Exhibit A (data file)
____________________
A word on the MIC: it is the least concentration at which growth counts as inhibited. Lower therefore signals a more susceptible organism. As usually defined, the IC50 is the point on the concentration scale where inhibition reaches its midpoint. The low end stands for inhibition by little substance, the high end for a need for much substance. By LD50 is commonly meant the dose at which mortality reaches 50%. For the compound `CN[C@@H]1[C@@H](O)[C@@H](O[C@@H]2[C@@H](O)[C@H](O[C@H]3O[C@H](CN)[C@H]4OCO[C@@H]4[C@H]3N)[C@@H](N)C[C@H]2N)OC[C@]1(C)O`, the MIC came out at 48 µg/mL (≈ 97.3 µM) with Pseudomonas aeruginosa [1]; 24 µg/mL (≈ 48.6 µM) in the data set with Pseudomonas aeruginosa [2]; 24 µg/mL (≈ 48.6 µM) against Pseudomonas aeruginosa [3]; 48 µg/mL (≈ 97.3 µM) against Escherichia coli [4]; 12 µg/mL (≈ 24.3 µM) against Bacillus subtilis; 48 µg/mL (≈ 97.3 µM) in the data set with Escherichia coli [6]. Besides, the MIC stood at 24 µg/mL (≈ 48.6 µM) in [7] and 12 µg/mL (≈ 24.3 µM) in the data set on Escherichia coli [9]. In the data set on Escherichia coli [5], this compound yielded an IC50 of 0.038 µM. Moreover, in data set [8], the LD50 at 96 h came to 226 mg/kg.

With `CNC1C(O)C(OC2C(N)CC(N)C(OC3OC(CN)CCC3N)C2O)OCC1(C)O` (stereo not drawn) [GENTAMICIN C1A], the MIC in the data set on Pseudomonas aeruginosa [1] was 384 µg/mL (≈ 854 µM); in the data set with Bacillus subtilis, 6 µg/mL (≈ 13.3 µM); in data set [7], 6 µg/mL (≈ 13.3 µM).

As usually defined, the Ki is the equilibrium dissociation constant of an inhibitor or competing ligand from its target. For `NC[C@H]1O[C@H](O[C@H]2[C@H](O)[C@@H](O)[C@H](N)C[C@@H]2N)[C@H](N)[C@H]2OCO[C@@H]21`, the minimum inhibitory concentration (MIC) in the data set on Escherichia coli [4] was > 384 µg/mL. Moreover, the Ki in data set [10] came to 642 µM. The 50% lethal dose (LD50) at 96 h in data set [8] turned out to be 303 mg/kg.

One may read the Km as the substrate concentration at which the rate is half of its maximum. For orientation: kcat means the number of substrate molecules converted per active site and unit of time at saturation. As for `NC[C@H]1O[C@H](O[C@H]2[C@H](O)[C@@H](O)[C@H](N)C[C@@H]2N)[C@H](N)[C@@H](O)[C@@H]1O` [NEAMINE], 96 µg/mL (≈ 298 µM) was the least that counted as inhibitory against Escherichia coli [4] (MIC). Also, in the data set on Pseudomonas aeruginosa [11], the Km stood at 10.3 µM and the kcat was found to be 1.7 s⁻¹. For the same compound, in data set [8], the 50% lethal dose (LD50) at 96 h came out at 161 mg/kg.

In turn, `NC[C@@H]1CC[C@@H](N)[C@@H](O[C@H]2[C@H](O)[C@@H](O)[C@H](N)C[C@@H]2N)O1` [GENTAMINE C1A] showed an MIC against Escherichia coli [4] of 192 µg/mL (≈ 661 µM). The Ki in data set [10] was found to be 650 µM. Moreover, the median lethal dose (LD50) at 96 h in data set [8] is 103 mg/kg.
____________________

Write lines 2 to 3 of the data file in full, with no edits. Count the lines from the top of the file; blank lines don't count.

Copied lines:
With `CNC1C(O)C(OC2C(N)CC(N)C(OC3OC(CN)CCC3N)C2O)OCC1(C)O` (stereo not drawn) [GENTAMICIN C1A], the MIC in the data set on Pseudomonas aeruginosa [1] was 384 µg/mL (≈ 854 µM); in the data set with Bacillus subtilis, 6 µg/mL (≈ 13.3 µM); in data set [7], 6 µg/mL (≈ 13.3 µM).

As usually defined, the Ki is the equilibrium dissociation constant of an inhibitor or competing ligand from its target. For `NC[C@H]1O[C@H](O[C@H]2[C@H](O)[C@@H](O)[C@H](N)C[C@@H]2N)[C@H](N)[C@H]2OCO[C@@H]21`, the minimum inhibitory concentration (MIC) in the data set on Escherichia coli [4] was > 384 µg/mL. Moreover, the Ki in data set [10] came to 642 µM. The 50% lethal dose (LD50) at 96 h in data set [8] turned out to be 303 mg/kg.